Re: Senate Rpt - Negro Exodus from So. States PT 2
Copy of Testimony of Henry Adams ... p154-158
Questions here are by:
1) Mr. Zebulon B. Vance, Democrat, from North Carolina -- Governor, Representative and Senator(1879-1894).
2) Mr. Henry W. Blair, Republican Representative and Senator from New Hampshire (1879-1885, 1885-1891).
The following conversation between the two senators occurred when Mr. Blair was in the middle of reading from Henry Adams' journal of 'observations', which was submitted as evidence.
"Compiled by Henry Adams"
In the year 1866, in the parish of Caddo, State of Louisiana, I seen hanging to a limb of an oak tree, about six miles south from Shreveport, the body of a colored man...
Vance: What year is that (addressing Mr. Blair)?
Blair: 1866. This is an account of things that came under the witness's personal observation.
Vance: Well, I have no objection to going back in the account to the discovery of America.
Blair: I suppose it is necessary to go back to these occurrences, for the purposes of the witness's statement and this investigation.
Vance: Perhaps it is; if Columbus had not discovered this country there would have been no exodus.
Blair: (continuing to read for a few moments loner.)
Q. Now, here is another document, in continuation of your statement, headed "statements of individuals" (colored), and beginning with De Soto parish, and going on to detail the specific cases of outrage to the number of 683, each case occupying a line or two - the last one being as follows: "683d. James Metimes (colored), beaten by Billy Willfort, a white man on Dr. Shempa's place, because he did not get out to work as soon as he wanted him to go. Done in 1868;: and these instances occurring as I see in the different years from 1866 to 1876. You say that these statements of colored people are statements as made to you and you jotted them down as they were given?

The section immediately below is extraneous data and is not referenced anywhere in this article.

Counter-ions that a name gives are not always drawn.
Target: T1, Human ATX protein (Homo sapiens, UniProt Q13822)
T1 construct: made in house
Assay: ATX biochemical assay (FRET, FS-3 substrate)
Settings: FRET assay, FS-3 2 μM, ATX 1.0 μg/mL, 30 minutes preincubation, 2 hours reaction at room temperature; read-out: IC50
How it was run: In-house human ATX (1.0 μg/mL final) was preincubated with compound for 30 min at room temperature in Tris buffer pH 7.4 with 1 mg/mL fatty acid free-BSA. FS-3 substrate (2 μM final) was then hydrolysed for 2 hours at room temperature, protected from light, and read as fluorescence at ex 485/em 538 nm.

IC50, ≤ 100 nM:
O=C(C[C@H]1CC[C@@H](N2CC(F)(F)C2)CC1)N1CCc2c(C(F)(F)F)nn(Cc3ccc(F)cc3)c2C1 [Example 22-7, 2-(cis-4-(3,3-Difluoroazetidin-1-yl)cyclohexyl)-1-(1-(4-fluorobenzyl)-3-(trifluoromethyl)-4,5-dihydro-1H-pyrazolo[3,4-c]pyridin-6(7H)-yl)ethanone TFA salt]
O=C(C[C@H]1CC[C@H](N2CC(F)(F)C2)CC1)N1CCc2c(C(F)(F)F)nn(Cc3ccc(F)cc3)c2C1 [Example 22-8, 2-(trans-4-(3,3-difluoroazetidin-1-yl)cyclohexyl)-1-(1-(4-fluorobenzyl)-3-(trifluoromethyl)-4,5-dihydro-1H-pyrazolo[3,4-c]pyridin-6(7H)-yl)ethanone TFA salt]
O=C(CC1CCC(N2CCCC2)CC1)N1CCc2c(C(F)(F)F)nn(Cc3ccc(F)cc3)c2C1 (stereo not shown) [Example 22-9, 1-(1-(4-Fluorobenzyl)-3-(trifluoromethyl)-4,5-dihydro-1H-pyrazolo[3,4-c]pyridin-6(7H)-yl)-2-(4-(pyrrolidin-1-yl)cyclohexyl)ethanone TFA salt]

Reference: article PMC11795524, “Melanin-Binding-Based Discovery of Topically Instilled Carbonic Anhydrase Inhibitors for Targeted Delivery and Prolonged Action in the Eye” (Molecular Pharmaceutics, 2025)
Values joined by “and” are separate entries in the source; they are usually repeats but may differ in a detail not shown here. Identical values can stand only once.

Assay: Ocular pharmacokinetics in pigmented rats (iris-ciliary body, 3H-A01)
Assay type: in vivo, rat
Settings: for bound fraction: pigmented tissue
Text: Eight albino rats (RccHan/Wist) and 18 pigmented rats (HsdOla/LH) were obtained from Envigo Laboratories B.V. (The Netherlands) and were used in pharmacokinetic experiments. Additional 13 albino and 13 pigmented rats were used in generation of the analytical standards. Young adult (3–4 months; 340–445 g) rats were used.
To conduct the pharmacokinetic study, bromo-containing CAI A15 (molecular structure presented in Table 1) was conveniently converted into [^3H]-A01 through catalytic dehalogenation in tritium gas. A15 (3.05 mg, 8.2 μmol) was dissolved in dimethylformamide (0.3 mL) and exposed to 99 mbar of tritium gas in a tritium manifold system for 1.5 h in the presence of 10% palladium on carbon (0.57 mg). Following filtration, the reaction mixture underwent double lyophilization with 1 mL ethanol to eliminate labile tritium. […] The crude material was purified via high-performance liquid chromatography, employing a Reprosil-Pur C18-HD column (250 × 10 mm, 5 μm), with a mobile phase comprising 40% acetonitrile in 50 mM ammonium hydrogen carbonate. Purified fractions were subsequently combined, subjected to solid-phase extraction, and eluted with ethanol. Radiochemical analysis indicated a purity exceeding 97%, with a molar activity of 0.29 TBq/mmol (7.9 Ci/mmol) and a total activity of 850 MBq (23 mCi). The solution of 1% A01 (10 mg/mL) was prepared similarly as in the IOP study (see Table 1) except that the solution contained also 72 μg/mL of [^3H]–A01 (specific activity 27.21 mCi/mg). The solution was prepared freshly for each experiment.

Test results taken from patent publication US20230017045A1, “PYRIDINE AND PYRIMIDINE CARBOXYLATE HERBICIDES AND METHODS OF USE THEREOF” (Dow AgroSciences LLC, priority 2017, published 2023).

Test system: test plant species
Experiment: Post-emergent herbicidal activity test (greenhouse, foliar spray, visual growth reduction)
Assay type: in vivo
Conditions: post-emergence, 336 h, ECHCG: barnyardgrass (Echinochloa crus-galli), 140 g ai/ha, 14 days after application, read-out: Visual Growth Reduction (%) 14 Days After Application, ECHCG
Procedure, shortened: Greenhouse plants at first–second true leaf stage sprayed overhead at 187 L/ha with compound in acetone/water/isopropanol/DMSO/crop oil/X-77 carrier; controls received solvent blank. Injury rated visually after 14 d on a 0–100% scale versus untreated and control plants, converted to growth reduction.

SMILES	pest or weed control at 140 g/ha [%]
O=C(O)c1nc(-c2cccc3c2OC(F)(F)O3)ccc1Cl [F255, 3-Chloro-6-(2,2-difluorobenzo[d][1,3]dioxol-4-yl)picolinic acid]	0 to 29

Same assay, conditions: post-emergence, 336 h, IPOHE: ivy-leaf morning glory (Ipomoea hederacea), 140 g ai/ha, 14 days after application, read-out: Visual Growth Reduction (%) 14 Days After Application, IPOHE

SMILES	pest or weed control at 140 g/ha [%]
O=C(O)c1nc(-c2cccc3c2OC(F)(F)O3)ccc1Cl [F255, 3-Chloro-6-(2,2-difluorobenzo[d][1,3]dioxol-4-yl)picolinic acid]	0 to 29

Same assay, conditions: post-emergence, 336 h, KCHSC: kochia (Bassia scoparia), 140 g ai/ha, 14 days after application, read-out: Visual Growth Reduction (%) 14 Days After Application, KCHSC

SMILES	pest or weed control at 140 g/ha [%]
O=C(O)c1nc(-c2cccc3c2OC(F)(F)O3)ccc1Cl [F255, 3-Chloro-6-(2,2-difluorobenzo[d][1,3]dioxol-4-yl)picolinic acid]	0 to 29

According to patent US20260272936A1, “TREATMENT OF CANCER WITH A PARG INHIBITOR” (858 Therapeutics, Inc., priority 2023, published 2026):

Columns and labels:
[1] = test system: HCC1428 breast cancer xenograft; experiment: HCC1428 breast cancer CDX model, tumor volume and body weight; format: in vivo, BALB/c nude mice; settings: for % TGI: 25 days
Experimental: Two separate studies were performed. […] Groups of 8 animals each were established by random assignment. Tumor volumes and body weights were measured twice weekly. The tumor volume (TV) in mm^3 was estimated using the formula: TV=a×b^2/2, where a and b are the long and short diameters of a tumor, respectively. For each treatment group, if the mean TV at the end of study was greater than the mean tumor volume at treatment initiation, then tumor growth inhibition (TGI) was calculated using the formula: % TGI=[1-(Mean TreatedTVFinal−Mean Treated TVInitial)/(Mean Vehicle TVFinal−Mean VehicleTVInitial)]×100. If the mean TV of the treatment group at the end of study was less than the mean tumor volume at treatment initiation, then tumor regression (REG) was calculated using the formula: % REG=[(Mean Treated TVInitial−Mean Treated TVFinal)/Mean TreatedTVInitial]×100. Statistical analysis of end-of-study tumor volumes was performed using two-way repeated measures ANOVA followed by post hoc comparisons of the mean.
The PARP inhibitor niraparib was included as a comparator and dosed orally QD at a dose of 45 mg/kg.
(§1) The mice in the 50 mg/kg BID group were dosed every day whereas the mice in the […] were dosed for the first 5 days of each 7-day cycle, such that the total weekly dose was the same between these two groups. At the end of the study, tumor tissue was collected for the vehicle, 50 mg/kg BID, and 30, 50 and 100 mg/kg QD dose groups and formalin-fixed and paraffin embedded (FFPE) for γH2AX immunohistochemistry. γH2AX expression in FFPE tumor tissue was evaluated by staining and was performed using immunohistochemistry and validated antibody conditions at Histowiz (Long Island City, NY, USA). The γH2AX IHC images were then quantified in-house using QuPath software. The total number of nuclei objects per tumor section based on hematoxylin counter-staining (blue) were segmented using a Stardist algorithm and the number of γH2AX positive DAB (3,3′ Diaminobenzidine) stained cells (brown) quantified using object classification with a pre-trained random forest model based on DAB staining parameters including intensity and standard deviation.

A. Yes, they are as they were told to me, and I would set it down as they say.
Q. Here are also eleven affidavits of colored men, with their signatures where they have signed them, and "marks" of those who could not write their names. Are these true copies of those affidavits ?
A. Yes, sir; they are.
Mr. Blair: Well, we will receive them without taking the time to read them.
Mr. Vance: But we ought to have the opportunity to cross-examine the witness on these statements. You wish these statements to go in as testimony (addressing Mr. Blair)?
Mr. Blair: Yes, sir; they are statements such as we have been receiving and admitting into the testimony. We have had any amount of such testimony in the examination.
The Chairman: I would suggest hat they be allowed to go in the record.
Mr. Vance: I see the statement says a colored man's head was seen lying by the roadside. For all we know to the contrary, the body might have been lying there attached to the head. And it says a wagon belonging to a colored man was burning, and the mules were burned to death. How do we know but the mules set the wagon on fire!
Mr. Blair: The witness testifies to the event; it is a simple and brief record of the occurrence, that is all.
Mr. Vance: I know that; but if the thing is filed in bulk, we can have no opportunity of cross-examination.
Mr. Blair: I know that, but that is no reason for excluding testimony that is pertinent, and it is such as we have been receiving.
Mr. Vance: Very well.
The statements, with affidavits, were filed - and appeared in the printed record.